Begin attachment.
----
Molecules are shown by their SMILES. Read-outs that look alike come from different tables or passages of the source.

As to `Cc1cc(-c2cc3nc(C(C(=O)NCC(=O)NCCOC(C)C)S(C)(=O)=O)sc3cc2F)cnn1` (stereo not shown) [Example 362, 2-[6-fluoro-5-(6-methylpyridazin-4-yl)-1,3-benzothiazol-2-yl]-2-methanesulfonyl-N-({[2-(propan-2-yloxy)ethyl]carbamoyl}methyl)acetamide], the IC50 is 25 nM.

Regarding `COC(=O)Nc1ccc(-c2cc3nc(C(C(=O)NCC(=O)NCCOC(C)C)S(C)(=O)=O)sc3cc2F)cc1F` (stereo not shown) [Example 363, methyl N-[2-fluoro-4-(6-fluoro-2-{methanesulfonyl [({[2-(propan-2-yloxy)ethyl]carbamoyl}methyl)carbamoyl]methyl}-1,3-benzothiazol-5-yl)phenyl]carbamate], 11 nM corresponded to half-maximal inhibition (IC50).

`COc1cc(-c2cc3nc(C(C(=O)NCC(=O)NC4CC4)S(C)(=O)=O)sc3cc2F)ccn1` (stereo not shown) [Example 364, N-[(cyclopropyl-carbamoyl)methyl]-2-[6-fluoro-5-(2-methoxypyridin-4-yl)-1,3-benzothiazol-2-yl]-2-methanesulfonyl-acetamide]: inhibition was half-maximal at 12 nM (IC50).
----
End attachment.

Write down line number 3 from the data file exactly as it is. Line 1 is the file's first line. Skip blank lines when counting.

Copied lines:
Regarding `COC(=O)Nc1ccc(-c2cc3nc(C(C(=O)NCC(=O)NCCOC(C)C)S(C)(=O)=O)sc3cc2F)cc1F` (stereo not shown) [Example 363, methyl N-[2-fluoro-4-(6-fluoro-2-{methanesulfonyl [({[2-(propan-2-yloxy)ethyl]carbamoyl}methyl)carbamoyl]methyl}-1,3-benzothiazol-5-yl)phenyl]carbamate], 11 nM corresponded to half-maximal inhibition (IC50).